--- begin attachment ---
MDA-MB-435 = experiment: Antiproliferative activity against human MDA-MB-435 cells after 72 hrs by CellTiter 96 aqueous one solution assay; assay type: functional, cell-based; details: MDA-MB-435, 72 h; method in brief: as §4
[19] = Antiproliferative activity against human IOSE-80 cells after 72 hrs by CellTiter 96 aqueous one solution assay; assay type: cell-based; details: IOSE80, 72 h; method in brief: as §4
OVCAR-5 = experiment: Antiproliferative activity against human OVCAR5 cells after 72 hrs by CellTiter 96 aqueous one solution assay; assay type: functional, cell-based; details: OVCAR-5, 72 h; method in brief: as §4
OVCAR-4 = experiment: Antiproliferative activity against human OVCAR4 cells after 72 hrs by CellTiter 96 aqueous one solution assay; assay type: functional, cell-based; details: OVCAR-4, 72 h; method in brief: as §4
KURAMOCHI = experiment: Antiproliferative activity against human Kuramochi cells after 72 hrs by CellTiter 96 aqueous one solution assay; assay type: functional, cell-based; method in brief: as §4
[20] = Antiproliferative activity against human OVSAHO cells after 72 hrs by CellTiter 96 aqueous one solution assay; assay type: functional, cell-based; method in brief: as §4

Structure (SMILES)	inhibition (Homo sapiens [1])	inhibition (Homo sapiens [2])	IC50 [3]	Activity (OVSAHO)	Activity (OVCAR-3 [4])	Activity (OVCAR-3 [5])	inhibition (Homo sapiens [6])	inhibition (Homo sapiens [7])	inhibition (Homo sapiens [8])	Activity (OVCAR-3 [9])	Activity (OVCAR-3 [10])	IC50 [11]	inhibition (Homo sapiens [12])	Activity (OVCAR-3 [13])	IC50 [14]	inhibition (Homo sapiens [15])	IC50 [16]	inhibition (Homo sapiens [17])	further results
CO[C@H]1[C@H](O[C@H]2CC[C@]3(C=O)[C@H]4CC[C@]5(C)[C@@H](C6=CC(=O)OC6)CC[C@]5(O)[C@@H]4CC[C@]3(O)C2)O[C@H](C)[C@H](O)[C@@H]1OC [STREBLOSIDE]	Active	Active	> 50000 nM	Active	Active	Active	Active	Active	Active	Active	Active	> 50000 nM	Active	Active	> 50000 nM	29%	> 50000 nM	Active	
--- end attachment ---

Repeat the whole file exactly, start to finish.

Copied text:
MDA-MB-435 = experiment: Antiproliferative activity against human MDA-MB-435 cells after 72 hrs by CellTiter 96 aqueous one solution assay; assay type: functional, cell-based; details: MDA-MB-435, 72 h; method in brief: as §4
[19] = Antiproliferative activity against human IOSE-80 cells after 72 hrs by CellTiter 96 aqueous one solution assay; assay type: cell-based; details: IOSE80, 72 h; method in brief: as §4
OVCAR-5 = experiment: Antiproliferative activity against human OVCAR5 cells after 72 hrs by CellTiter 96 aqueous one solution assay; assay type: functional, cell-based; details: OVCAR-5, 72 h; method in brief: as §4
OVCAR-4 = experiment: Antiproliferative activity against human OVCAR4 cells after 72 hrs by CellTiter 96 aqueous one solution assay; assay type: functional, cell-based; details: OVCAR-4, 72 h; method in brief: as §4
KURAMOCHI = experiment: Antiproliferative activity against human Kuramochi cells after 72 hrs by CellTiter 96 aqueous one solution assay; assay type: functional, cell-based; method in brief: as §4
[20] = Antiproliferative activity against human OVSAHO cells after 72 hrs by CellTiter 96 aqueous one solution assay; assay type: functional, cell-based; method in brief: as §4

Structure (SMILES)	inhibition (Homo sapiens [1])	inhibition (Homo sapiens [2])	IC50 [3]	Activity (OVSAHO)	Activity (OVCAR-3 [4])	Activity (OVCAR-3 [5])	inhibition (Homo sapiens [6])	inhibition (Homo sapiens [7])	inhibition (Homo sapiens [8])	Activity (OVCAR-3 [9])	Activity (OVCAR-3 [10])	IC50 [11]	inhibition (Homo sapiens [12])	Activity (OVCAR-3 [13])	IC50 [14]	inhibition (Homo sapiens [15])	IC50 [16]	inhibition (Homo sapiens [17])	further results
CO[C@H]1[C@H](O[C@H]2CC[C@]3(C=O)[C@H]4CC[C@]5(C)[C@@H](C6=CC(=O)OC6)CC[C@]5(O)[C@@H]4CC[C@]3(O)C2)O[C@H](C)[C@H](O)[C@@H]1OC [STREBLOSIDE]	Active	Active	> 50000 nM	Active	Active	Active	Active	Active	Active	Active	Active	> 50000 nM	Active	Active	> 50000 nM	29%	> 50000 nM	Active	